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‘Orthorexia: A Partner’s Perspective’ by Anne

What do you do when you know the person you love has an eating problem, but your not sure if there is a name for it, every time you try to bring it up they justify it as healthy eating, or eating for a training regime, or for maintenance of a strength to weight ratio, you wonder whether it really is an eating disorder if he is still eating, and the media keeps telling you that eating disorders only really affect females? 

What do you do when couples all around you are going out for dinners, getting drunk with each other on a friday night, having friends over, booking weekends away, going on holidays, spending evenings on the sofa eating ice cream, visiting each others families, and spending days in bed watching movie marathons just because they can. When you know that would never be possible in your relationship, going out for dinner is well planned in advance and very rare treat, getting drunk doesn’t happen because alcohol is un-pure, you’ve never been on a weekend away, and holidays are too full of unknowns, ice cream on the sofa is not even worth considering, visiting your family can be a stressful and painful experience, and if you do spend days  together, they have to be outside and active to ensure every single piece of food gets put to use. 

What do you do when the house is a tip, the wash baskets full, the dishwasher needs loading, the gas people want a meter reading, and you open the fridge to see that there is nothing ‘suitable’ for a meal, that despite having the ingredients for sausage and mash instead you’ll have to go out and do another food shop, because you know the sausages will be too fatty and the mash will have too high of a carb content, then you’ll have to cook dinner and make a lunch that has just the right amount of safe foods to keep him running for the day? When all you really want to do is eat dippy eggs, open a bottle of wine, watch a film, or phone up a friend, go to the pub and catch up?

What do you do when your boyfriend goes away with work for a week, and you completely stop, you eat what and when you like, letting the cupboards go bare, enjoy a drink in the evenings and catch up with friends, when you start to enjoy food for food again stop resenting it and the control it has? What do you do when your boyfriend comes home and you have absolutely no idea how to go back, how to get through the days together, to remember food’s and start regular cooking, no idea how to make it a normal part of your lives together again, and so you greet him not with a smile of happiness but with a grimace of fear?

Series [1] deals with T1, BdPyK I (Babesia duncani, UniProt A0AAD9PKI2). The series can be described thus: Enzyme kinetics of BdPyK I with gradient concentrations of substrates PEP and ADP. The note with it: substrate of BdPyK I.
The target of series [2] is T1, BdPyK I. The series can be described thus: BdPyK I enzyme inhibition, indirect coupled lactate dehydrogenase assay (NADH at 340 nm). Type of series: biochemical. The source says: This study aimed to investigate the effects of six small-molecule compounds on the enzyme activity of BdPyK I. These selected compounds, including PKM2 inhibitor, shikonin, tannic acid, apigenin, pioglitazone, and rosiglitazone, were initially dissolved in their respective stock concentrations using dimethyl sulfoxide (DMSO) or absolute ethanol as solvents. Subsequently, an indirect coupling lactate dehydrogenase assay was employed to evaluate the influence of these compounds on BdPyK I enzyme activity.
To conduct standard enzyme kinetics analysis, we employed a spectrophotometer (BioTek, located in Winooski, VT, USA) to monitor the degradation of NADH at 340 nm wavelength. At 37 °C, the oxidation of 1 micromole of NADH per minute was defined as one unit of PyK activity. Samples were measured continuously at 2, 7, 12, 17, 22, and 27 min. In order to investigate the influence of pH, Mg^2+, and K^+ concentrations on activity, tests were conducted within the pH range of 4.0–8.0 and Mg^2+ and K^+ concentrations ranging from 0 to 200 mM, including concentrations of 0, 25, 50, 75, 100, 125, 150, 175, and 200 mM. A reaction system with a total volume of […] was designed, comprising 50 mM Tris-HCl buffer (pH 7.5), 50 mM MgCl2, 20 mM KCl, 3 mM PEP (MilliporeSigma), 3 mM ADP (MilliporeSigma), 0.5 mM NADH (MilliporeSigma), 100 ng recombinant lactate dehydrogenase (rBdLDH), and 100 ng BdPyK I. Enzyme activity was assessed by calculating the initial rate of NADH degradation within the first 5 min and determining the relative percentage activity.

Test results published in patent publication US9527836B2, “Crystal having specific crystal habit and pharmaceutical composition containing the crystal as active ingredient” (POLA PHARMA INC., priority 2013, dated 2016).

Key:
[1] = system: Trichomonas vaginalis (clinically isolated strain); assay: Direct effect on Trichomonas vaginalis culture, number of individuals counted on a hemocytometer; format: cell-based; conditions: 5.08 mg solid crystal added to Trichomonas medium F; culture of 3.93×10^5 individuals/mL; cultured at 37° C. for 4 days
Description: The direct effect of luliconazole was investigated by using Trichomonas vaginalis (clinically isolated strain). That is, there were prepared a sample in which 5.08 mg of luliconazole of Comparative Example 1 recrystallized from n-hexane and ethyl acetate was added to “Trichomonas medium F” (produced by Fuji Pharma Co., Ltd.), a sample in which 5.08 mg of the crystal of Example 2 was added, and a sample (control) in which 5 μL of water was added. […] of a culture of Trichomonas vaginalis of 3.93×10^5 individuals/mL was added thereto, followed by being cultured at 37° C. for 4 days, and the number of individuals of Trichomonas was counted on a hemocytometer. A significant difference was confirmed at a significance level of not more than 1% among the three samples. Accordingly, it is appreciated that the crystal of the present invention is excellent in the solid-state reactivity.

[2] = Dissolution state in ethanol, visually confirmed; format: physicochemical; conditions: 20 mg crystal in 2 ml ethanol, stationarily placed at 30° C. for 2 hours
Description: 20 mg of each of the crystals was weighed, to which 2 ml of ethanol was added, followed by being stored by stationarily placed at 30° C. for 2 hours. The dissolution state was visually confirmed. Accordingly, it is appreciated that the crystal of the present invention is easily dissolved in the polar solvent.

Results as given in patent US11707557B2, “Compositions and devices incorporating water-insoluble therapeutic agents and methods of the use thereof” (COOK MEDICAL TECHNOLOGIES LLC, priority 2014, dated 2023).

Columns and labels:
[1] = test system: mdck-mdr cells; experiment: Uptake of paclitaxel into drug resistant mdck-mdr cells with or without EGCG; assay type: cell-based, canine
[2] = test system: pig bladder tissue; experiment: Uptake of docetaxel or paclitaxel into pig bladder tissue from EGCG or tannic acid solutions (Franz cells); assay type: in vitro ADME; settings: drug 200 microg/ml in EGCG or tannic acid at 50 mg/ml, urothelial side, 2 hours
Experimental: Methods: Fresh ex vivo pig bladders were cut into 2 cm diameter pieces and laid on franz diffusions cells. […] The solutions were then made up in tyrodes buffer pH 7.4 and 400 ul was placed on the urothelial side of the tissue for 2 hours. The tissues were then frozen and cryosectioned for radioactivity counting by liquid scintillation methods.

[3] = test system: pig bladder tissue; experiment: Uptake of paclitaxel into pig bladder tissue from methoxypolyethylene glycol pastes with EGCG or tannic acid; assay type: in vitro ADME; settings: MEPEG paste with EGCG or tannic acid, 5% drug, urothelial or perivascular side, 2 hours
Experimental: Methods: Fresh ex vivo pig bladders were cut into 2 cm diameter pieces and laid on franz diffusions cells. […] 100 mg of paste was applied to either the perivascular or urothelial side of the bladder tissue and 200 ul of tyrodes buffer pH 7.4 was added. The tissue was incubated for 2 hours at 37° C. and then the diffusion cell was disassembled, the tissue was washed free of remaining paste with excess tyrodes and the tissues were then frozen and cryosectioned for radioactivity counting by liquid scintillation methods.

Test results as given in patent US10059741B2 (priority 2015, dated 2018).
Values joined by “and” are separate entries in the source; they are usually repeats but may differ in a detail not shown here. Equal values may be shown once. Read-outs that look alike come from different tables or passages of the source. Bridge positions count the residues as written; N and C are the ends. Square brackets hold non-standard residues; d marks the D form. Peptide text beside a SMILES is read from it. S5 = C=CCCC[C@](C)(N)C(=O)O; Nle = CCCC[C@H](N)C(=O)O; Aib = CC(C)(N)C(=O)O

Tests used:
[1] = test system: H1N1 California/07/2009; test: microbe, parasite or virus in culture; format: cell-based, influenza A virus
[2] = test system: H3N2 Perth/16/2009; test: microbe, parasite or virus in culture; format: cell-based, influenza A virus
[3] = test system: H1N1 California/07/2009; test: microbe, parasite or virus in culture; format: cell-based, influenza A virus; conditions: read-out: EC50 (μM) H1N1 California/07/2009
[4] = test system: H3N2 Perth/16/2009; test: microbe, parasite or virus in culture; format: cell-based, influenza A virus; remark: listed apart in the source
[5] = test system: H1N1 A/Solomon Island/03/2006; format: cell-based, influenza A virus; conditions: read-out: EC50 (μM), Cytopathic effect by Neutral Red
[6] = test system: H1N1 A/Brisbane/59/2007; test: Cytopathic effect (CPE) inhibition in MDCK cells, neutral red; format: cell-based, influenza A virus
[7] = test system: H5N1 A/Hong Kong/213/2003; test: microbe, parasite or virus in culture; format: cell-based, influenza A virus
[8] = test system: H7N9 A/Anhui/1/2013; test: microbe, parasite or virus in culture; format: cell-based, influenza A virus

What do you do when your boyfriend comes home from work and you can see the stress in his eyes and by the way he is holding himself, the absolute terror over the doughnuts that were in the meeting this morning, notice how his shirt looks looser, his colour is paler than yesterday, how he looks exhausted, knowing that dinner will be difficult, the carefully considered and thought-out meal that you prepared will not be ok, and feel sick with tiredness as you watch him do a hundred pull ups and pray so hard that tomorrow will be better and easier, and wander if this is such a good evening to try and talk to him about it after all?

What do you do when you know your boyfriend has just read the calorie and fat content on the chocolate bar you just ate, when you know that despite the size of his meal and what it looks like to everyone else, there isn’t actually much in it, when you can only buy brown carbs if any, when chicken and beef are excluded, lean turkey is the only thing allowed, when the super market runs out of no fat yoghurt and you know he would rather go without than eat something with low fat or sugar in it, when you can see every ounce of fat and carb removed from his diet that you wonder just how long a person can live off pulses and veg?

What do you do when you know that meal your parents lovingly prepared is so full of unknowns your boyfriend is terrified, when you see the happiness in him choosing fruit over everyones toast for breakfast because its ‘healthier’, when you catch the disgust in his glance at the white bread sandwich your friend is eating for lunch, when your invited over somewhere new for dinner and your first thought is to decline because you know that the unknown terrifies him?

What do you do when you wake up to a perfect morning, the sun is shining, you go on a wonderful walk in the countryside, share a pot of tea in a cosy cafe, spend hours chatting and putting the world to rights, watch a film you’ve wanted to see in ages, fall asleep blissfully happy, wake up the next day knowing that it is completely different and cry in the shower to hide your tears and hurt, before putting on a brave face to pull you both through another day?